The Simple Legal Steps to Owning a Piece of Paradise in the Turks and Caicos Islands

By Neil Molyneux 

Having found your dream home in paradise, what is the procedure for ownership and getting the keys?

Happily, after a price is agreed, the process of buying a home is typically straightforward in the Turks and Caicos Islands.  If you do not already have an attorney to guide you, the realtor will happily assist, with suggested attorneys from the Turks and Caicos Bar.

No government license is required to buy in Turks and Caicos, the currency is US dollars, and there is no exchange control.

Additional to price, typical buyer’s costs are stamp duty (a form of transfer tax of up to 10 per cent of the price), land registration fees (often less than $100) and the buyer’s attorney fee of 1 per cent.  Typically, the seller pays the realtor’s commission and seller’s own legal fees.

The seller’s attorney writes the sale and purchase agreement.  The  buyer’s attorney confirms that the sale and purchase agreement is suitable.  The sale and purchase agreement is typically in a format agreed by most attorneys in Turks and Caicos. 

If financing is required, closing can be conditional on a reasonable bank offer.  Similarly, there can be survey or other conditions.  For a popular property however, a seller may be reluctant to accept a conditional buyer.

Financing may be through a Turks and Caicos bank, secured by the Turks and Caicos property; or by a bank in say your hometown, secured by your residence, or other property.

A buyer may acquire in his or her name, or that of a company or trust.  Company ownership may be useful for various purposes, not least to limit liability.   Trust ownership may be useful for estate planning purposes.  Consider the buying entity carefully, as stamp duty etc. may be repeated, for any further transfers.  A Turks and Caicos company or trust can be swiftly established.

Before signing a sale and purchase agreement, review a statement from your attorney, detailing the money required to close, pay stamp duty, registration and attorney fees etc., with a contingency for reimbursing utility and management fees etc. paid in advance by a seller.

Typically a 10 per cent deposit is payable on signing a sale and purchase agreement.   Funds sent internationally can take several days to arrive.  Delays can occur with extra procedures required by your bank, or intermediate banks and with weekends and holidays.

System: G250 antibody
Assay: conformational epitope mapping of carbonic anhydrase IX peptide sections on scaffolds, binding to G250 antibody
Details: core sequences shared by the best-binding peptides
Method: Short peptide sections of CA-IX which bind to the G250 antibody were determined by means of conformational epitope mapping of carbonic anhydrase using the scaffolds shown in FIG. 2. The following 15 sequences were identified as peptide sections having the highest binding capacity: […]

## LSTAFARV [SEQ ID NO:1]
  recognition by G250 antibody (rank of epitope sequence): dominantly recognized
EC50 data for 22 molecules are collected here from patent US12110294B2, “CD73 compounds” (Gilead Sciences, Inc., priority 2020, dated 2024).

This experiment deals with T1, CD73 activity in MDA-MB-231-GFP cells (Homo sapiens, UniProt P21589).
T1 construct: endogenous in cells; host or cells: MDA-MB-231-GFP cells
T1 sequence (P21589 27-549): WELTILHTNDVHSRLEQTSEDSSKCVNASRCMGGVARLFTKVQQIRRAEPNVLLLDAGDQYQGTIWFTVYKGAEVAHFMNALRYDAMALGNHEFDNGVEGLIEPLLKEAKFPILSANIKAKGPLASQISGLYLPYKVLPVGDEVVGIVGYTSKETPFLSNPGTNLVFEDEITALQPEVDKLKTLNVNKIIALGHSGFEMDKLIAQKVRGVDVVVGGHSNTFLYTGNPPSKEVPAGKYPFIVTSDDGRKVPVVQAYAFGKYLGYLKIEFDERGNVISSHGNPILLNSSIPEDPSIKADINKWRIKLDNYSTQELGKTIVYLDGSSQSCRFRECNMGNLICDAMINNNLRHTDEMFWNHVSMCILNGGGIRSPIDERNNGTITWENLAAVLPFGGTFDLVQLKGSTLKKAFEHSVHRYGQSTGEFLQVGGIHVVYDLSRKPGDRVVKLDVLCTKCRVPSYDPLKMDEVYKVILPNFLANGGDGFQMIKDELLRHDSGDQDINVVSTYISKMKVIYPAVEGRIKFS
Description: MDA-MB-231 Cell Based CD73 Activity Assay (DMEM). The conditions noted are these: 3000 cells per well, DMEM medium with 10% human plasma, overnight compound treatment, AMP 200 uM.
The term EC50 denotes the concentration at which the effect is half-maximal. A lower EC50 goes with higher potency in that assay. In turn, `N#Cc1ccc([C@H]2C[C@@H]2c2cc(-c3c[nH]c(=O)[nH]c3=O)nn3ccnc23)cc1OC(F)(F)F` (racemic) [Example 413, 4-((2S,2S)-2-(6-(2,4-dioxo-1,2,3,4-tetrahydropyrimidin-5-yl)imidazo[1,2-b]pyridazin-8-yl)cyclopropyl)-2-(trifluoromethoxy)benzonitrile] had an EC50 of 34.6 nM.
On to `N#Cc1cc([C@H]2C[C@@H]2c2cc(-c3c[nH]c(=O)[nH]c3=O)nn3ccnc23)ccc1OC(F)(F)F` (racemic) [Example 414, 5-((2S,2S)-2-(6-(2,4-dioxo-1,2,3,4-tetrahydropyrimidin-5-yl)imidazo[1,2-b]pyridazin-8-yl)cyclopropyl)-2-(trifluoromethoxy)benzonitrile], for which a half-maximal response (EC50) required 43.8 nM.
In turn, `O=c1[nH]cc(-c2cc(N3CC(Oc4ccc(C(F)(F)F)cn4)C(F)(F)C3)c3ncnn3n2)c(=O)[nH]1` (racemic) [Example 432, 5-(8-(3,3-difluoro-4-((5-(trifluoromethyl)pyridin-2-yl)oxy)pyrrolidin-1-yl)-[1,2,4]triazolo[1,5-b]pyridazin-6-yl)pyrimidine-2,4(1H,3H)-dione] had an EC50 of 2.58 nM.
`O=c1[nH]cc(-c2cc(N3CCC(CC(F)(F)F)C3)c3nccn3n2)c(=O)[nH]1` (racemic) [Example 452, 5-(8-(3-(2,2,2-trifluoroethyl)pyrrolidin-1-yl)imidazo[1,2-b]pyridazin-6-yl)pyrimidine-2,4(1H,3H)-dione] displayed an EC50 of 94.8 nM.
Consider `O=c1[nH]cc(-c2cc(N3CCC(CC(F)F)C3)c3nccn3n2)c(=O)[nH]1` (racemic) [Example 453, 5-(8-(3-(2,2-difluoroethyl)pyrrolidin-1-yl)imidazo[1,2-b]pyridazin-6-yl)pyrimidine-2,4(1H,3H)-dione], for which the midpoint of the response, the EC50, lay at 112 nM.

After signing a sale and purchase agreement, a legally binding contract exists and so an obligation to close, on the stated date (subject to any specified condition).   Closing is typically 10 to 30 days from signing.

The deposit is released by the buyer’s attorney to the seller’s attorney, and held by the seller’s attorney as stakeholder (honest broker between the parties).

During the interval before closing, the seller’s attorney provides the buyer’s attorney with title and other appropriate information for the particular property.  Typically, more information is required for a condominium, than for a villa.  The attorneys agree on closing documents and obtain signatures in advance of closing. 

A buyer (and seller) need not be physically present in Turks and Caicos for closing.  If required closing documents can be couriered internationally, signed in advance and held in escrow.  Alternative arrangements can be made for pre-closing inspection.  Such inspection is typically made by the realtor, on a buyer’s behalf.

If not already covered by a strata corporation (condominium association) policy, buildings and usual insurances should be arranged by a buyer, from closing.

At closing, attorneys typically meet for exchange of money, documents and keys.  After closing, the buyer becomes the owner and the buyer’s attorney arranges for stamp duty and registration formalities.  A buyer should have arrangements in place to transfer over utilities including water, electricity, broadband, etc.  Typically, for an international buyer such arrangements are made in advance, with a property manager.

Buyers planning to rent out a property, or have a local property manager, should advise their attorney in advance, so that appropriate arrangements can be made.  Buyers often choose to continue existing management.

Except for a 12 per cent Government tax on rentals and for stamp duty mentioned above, there are currently no other real estate taxes in Turks and Caicos.  Any person, or corporation operating a business, including property rental, is likely obliged to hold a Business Licence.  Business Licences are renewable annually.  The present cost of a Business Licence for a single rental villa is $400.

The procedure from start to keys can be under one month, or even sooner if the parties require.

Neil Molyneux is an Associate Attorney with law firm Graham Thompson and is called to the Turks and Caicos Bar.   Neil has over 20 years legal experience in all aspects of real estate and property financing.